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Shipowners encouraged to take part in ship generated waste survey

03 August 2020

The EU is carrying out an online survey which is relevant to all shipowners irrespective if they operate ships on EU-flag or not. The outcome of the survey will be used to establish criteria for determining that a ship produces reduced quantities of waste and manages its waste in a sustainable and environmentally sound manner. The outcome could result in reduced fees for delivering waste to a port reception facility, and BIMCO encourages all shipowners to take part in the survey.

Ship arrest clauses focus on “sphere of responsibility”

14 June 2019

BIMCO has published two clauses that take a balanced approach to termination risk following ship arrest, in response to cases seen in recent years when some dry cargo charterers have tightened procedures to arrest under a charter party.

SHIPLEASE

24 September 2020

SHIPLEASE is a standardised term sheet intended for use in ship sale and leaseback transactions. The term sheet has been principally developed for sale and leaseback transactions involving second-hand ships, but it can be readily adapted to fit structures involving newbuildings or vessels that are undergoing major refit. It is suitable for use for both operating and finance leases, although it may need to be adjusted as appropriate. The latest edition of this contract is SHIPLEASE, issued in 2020.

Arrest clauses

03 October 2016

BIMCO has received comments concerning the arrival of a new breed of clauses seeking to shift risks traditionally falling within the charterers’ sphere onto the owners.

Mexico alert – smuggling of illegal narcotics – risk of ship detention and crew arrest

12 May 2020

The International Group of P&I Clubs, International Chamber of Shipping (ICS), BIMCO and InterManager (the “international industry organisations”) draw Members’ attention to the series of recent ship detentions and crew arrests in Mexico and, in the case of the UBC Savannah, the lengthy and continuing detention in custody of the ship’s Master without any formal charges against him, following the discovery of illegal narcotics on board.

Arrest Clause for Time Charter Parties 2019

06 February 2020

Arrest clauses in charter parties are frequently one-sided with charterers having the right to terminate the charter party if the ship is not released within two or three days of an arrest. To provide a fairer allocation of risk and responsibility in the event of ship arrest BIMCO has developed two new standard clauses for time and voyage charter parties. Risk allocation is based on the “sphere of responsibilities” approach taken by the Court of Appeal of England and Wales in the "Global Santosh" judgment . Under this approach, a distinction is drawn between issues such as the management of the ship and its crew, which fall within the owners’ sphere of responsibility, and employment for use of the ship which falls within the charterers’ sphere of responsibility. This clause was published on 14 June 2019.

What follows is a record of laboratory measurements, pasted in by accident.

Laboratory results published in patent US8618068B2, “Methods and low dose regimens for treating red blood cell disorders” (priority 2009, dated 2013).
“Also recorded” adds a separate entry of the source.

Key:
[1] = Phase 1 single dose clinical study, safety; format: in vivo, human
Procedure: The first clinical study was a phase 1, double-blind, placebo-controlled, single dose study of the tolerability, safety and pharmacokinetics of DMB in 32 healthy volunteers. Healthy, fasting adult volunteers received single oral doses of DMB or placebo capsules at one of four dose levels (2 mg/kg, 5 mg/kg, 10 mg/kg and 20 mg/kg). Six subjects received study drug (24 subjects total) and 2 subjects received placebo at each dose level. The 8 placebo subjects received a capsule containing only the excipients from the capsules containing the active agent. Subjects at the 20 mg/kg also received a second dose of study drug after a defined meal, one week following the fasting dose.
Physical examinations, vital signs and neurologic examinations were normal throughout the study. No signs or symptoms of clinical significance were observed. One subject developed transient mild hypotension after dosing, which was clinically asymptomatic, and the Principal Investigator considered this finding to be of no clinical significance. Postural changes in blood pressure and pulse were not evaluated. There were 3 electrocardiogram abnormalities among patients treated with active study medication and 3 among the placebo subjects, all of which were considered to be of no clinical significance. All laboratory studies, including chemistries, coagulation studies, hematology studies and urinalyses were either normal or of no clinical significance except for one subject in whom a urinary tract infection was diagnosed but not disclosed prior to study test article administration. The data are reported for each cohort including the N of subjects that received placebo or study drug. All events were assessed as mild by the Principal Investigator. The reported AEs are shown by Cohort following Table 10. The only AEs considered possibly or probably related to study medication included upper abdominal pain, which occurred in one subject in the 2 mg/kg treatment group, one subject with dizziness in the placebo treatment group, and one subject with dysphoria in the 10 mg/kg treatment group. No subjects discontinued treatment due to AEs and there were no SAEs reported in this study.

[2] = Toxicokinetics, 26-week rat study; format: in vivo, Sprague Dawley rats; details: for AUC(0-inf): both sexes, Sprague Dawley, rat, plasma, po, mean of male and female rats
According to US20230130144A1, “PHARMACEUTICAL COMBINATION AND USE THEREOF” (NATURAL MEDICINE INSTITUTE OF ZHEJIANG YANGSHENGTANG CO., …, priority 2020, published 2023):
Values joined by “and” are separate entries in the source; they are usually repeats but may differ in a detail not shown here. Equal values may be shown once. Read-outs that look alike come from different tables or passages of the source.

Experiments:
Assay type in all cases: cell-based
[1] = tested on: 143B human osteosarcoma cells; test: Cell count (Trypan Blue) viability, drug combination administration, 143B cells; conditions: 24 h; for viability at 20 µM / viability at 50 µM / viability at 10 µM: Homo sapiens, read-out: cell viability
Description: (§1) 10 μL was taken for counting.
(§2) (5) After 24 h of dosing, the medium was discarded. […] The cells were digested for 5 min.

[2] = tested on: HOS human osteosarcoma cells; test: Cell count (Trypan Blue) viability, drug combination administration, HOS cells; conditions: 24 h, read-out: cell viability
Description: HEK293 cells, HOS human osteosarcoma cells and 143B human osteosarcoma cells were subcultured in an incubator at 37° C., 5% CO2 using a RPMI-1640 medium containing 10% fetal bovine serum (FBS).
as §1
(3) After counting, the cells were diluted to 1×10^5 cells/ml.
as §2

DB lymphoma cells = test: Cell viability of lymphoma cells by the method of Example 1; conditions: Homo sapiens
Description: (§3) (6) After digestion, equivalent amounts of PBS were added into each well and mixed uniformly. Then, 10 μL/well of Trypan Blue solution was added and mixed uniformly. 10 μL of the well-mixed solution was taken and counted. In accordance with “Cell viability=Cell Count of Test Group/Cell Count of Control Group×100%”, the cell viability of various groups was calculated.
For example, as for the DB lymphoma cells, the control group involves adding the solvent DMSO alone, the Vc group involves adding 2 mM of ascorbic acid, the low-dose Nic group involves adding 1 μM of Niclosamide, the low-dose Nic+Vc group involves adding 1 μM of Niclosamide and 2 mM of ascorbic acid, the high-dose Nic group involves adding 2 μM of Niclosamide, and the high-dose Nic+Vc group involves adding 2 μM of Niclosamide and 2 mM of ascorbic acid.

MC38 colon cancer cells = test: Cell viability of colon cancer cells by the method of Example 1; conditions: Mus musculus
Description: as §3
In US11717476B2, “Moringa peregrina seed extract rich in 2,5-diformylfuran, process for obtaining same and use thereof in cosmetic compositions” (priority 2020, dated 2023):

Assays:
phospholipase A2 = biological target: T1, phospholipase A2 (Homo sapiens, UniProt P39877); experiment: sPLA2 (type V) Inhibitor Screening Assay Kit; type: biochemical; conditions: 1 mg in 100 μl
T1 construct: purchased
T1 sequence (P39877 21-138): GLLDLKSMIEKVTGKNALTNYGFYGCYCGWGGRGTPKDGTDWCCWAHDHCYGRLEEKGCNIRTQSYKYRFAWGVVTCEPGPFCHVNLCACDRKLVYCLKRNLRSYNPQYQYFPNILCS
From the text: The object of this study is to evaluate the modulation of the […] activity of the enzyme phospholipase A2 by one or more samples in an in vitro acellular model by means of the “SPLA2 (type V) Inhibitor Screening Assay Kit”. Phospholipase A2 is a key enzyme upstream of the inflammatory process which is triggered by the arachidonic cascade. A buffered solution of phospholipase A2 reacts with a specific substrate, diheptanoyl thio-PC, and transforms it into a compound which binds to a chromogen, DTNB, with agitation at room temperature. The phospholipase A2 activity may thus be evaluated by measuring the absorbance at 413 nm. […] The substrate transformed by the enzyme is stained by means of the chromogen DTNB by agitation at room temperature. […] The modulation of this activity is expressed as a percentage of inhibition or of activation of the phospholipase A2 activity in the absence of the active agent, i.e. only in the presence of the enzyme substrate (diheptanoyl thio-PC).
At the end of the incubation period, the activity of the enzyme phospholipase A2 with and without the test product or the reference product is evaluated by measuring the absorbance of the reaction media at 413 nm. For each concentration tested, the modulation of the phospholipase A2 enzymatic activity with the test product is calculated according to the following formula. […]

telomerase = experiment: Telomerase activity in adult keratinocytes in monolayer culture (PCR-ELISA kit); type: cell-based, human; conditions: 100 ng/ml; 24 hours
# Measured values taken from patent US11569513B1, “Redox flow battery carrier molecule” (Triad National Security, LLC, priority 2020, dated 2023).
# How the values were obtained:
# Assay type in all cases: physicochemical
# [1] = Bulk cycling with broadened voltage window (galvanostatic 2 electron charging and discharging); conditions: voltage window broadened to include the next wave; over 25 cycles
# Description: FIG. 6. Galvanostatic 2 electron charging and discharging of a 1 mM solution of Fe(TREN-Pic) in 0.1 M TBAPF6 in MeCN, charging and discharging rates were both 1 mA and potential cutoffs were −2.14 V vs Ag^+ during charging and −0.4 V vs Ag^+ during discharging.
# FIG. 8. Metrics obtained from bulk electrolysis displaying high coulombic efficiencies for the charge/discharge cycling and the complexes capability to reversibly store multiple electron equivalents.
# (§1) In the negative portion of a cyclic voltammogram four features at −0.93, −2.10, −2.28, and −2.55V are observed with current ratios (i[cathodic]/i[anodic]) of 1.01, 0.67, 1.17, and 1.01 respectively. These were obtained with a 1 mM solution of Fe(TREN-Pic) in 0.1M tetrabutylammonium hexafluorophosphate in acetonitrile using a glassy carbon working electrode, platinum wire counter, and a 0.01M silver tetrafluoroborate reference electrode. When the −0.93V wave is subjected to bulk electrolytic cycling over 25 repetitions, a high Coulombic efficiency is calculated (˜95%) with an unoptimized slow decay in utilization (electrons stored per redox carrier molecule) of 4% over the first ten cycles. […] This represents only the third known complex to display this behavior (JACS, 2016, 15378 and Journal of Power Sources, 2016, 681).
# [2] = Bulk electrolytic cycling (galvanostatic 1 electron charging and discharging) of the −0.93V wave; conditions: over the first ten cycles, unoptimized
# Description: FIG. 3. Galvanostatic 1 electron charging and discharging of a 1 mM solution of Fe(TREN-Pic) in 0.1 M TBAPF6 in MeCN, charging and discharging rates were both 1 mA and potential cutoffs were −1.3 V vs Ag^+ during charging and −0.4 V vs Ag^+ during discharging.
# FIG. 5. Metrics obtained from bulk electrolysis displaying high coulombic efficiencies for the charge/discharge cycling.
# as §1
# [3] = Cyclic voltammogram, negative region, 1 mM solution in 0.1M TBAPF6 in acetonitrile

Arrest Clause for Voyage Charter Parties 2019

06 February 2020

Arrest clauses in charter parties are frequently one-sided with charterers having the right to terminate the charter party if the ship is not released within two or three days of an arrest. To provide a fairer allocation of risk and responsibility in the event of ship arrest BIMCO has developed two new standard clauses for time and voyage charter parties. Risk allocation is based on the “sphere of responsibilities” approach taken by the Court of Appeal of England and Wales in the "Global Santosh" judgment . Under this approach, a distinction is drawn between issues such as the management of the ship and its crew, which fall within the owners’ sphere of responsibility, and employment for use of the ship which falls within the charterers’ sphere of responsibility. This clause was published on 14 June 2019.

Autonomous ships

05 May 2020

In recent years, the prospect of autonomous ships has become a hot topic for commercial shipping. The same fast-paced advances in technology that have led to projects to automate vehicles in every other sector of the transportation industry have also found their way to the shipping industry. Advances in camera technology, sensors, electromechanical actuators, and satellite technology appear to promise a world in which ships will traverse the oceans without a human on board.